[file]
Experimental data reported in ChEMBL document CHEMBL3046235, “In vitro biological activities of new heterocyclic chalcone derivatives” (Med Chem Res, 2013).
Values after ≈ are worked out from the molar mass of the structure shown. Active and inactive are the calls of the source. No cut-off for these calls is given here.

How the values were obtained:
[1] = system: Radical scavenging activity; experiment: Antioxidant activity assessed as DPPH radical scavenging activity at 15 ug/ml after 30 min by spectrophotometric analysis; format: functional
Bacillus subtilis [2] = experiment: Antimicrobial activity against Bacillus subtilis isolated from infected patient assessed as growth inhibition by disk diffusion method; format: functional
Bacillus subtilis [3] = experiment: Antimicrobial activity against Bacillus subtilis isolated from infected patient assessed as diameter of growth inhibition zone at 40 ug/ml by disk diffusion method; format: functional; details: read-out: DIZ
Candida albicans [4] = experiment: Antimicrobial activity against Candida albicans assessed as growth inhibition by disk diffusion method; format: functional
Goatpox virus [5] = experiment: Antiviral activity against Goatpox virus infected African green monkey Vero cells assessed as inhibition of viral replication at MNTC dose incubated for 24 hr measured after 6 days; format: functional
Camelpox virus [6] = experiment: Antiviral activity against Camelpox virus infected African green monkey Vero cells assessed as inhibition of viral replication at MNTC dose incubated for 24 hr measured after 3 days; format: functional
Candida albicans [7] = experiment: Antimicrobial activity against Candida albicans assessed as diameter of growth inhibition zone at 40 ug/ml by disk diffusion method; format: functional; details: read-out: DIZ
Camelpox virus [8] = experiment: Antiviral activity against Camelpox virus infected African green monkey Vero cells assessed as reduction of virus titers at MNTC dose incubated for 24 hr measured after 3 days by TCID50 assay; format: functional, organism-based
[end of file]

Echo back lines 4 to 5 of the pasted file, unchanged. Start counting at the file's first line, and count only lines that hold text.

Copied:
[1] = system: Radical scavenging activity; experiment: Antioxidant activity assessed as DPPH radical scavenging activity at 15 ug/ml after 30 min by spectrophotometric analysis; format: functional
Bacillus subtilis [2] = experiment: Antimicrobial activity against Bacillus subtilis isolated from infected patient assessed as growth inhibition by disk diffusion method; format: functional